A conversation with George Yang is a journey through nearly a half-century spanning the rise of Asian cuisine in the Valley.

A savvy negotiator, and a master networker with decades-long friendships with business, sports and social leaders, Yang parlayed his connections—along with a reputation for hard work and savvy business skills—to build a string of popular restaurants that have introduced Arizonans to a world of Asian flavors.

George Yang, owner of George Yang’s Chinese Cuisine, has spent more than 40 years developing a flavor palette that appeals to most everyone, with simply but tasty dishes like, clockwise from left: Shrimp with Honey Glazed Walnuts, Spicy Crackling Calamari (appetizer), and Baby Bok Choy and Shiitake Mushrooms in oyster sauce (photo by Teri Carnicelli).

That world extends from his native Burma (Myanmar today) to China, Thailand, Cambodia, Mongolia and beyond.

Yang also developed a throng of employees who have gone out on their own as restaurateurs and chefs, here in the Valley and in several states.

Today he operates three restaurants. The newest, which opened last December, is George Yang’s Chinese Cuisine at 16th Street and Bethany Home Road. He also owns two George and Son’s locations, in Scottsdale and at the I-17 and Loop 101.

Yang has been a fixture in the Valley restaurant scene since he arrived 45 years ago, aiming for master’s degree at Thunderbird School of Management. Like many students, he took a job in a restaurant—the Golden Phoenix (today the site of his new restaurant). Starting as a bus boy, he rose to server while he got his degree.

“They told me I couldn’t be a waiter because the cooks could only read Chinese. I spoke it but I couldn’t write it,” Yang says. “I said you guys are ridiculous, so I taught the chefs English abbreviations for the dishes—KPC for Kung Pao Chicken, MB for Mongolian Beef.”

The restaurant helped introduce Valley residents to Asian cuisine beyond sweet-and-sour pork and chow mein.

“The Golden Phoenix was the first to serve Moo Shu Pork in the Valley, in September 1973,” Yang says. “Hot and Sour Soup, right here. Mongolian Beef—right here.”

After he earned his degree, Yang planned a career in business but his cousin had other plans and asked Yang to partner with him in a place of their own. Yang was performing most of the jobs in the Golden Phoenix, catching the eye of a nearby banker, who would eventually help the young men strike out on their own.

“We rolled the dice and opened a little hole-in-the-wall place in Tempe, the Szechuan Inn,” Yang says. “Back then, most people has no idea what Szechuan was, or even how to pronounce it.” It was an immediate hit, Yang says. “After one month, you had to know me to get in.”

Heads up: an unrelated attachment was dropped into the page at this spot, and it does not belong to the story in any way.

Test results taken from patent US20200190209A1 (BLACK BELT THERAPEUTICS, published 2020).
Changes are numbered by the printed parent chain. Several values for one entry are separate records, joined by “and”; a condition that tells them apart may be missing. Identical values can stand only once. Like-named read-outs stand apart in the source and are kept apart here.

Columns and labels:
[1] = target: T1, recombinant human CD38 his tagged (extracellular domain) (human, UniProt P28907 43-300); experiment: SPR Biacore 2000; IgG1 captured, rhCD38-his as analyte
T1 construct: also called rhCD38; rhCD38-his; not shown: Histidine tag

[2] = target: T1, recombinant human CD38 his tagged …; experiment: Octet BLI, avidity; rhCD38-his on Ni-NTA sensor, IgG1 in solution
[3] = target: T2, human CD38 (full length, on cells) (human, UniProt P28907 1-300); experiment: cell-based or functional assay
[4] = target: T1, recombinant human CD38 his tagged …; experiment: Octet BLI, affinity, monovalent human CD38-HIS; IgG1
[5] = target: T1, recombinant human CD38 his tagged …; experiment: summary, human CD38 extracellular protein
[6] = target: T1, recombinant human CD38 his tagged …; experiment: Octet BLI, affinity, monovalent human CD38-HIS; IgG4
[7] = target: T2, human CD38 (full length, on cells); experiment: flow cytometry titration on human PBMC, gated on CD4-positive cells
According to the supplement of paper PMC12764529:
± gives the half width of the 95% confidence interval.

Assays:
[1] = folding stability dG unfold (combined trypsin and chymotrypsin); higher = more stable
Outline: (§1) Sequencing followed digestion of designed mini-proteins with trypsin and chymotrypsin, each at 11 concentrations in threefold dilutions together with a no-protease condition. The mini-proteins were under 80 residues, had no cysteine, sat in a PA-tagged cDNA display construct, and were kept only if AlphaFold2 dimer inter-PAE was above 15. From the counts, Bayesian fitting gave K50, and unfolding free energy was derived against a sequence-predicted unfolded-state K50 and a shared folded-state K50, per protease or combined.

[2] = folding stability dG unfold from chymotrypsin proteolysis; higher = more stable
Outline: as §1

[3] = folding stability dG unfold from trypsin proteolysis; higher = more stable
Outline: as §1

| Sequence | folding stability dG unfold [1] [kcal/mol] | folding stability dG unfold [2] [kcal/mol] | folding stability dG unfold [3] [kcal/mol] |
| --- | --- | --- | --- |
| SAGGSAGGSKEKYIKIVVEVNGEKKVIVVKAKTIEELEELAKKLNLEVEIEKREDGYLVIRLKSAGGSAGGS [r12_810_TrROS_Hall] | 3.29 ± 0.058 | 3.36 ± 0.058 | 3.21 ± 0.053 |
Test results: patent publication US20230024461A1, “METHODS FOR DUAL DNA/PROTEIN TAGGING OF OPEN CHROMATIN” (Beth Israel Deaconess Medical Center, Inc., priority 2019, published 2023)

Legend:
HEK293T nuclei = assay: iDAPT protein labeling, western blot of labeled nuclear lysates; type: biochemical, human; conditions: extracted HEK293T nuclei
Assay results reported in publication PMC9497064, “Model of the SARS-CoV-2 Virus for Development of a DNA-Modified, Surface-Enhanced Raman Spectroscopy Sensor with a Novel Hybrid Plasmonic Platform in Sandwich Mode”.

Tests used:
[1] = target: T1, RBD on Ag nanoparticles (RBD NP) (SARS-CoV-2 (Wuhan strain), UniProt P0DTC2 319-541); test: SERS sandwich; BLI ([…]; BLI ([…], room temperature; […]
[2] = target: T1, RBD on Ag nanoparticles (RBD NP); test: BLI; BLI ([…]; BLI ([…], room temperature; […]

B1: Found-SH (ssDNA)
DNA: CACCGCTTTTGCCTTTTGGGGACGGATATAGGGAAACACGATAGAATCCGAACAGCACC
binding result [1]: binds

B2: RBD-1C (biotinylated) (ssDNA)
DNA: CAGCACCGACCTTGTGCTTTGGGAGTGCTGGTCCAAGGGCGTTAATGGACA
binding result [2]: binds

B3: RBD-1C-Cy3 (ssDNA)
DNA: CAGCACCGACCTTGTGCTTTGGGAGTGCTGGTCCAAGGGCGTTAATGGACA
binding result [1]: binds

Yang and his cousin later closed the Szechuan Inn and opened four Sesame Inns in the 1980s. Those closed in the 1990s.

For several years, Yang, who divorced and remarried, stayed out of the dining scene. But while you can keep the man out of the restaurant you can’t keep the restaurant out of the man.

“When my son was born, I said I think I’m going to go back into the business,” Yang says. He started George and Son’s in 2000, with a second location in 2013. And Yang’s customers and friends followed him there.

“People would come and say, ‘George, do you remember me?’ or ‘My grandfather used to bring me to your restaurants,’ ” Yang recalls.

When the Golden Phoenix location became available, Yang couldn’t resist another opening. “It’s always been in the back of my mind that the family who owned it might want to retire, and I would like to come here. I’ve still got a little energy left.”

He gutted the original location, creating a setting that is subdued and sophisticated, with sleek banquettes, and a wall of wines. “Chinese food is a great match with almost any wine,” Yang explains, because there are so many flavors in the cuisine.

At his two George and Son’s, flavors of Burma, Cambodia and Thailand meld with traditional Chinese, but at his North Central restaurant, the focus is squarely on China—a decision based on customer demand, Yang points out.

Among the most popular dishes are Shrimp with Honey Glazed Walnuts ($14), a Spicy Crackling Calamari appetizer ($10), Orange Chicken ($13), and Gramma’s Salad ($9), a dish Yang concocted based on a family favorite.

“We want to give our customers food that’s fresh, that’s full of flavor,” Yang says. “And we provide it in a great environment with service that caters to the customers.”

George Yang’s Chinese Cuisine, 6048 N. 16th St., in the Tangelo Village Shopping Center, is open every day from 11 a.m. to 9:30 p.m. (10 p.m. Friday and Saturday). Take out is, of course, available. For more information, call 602-368-2688 or visit georgeandsonsasianuisine.com.




  • Marjorie Rice

    Marjorie Rice is an award-winning journalist, newspaper food editor, travel editor and cookbook editor with more than three decades' experience writing about the culinary industry.

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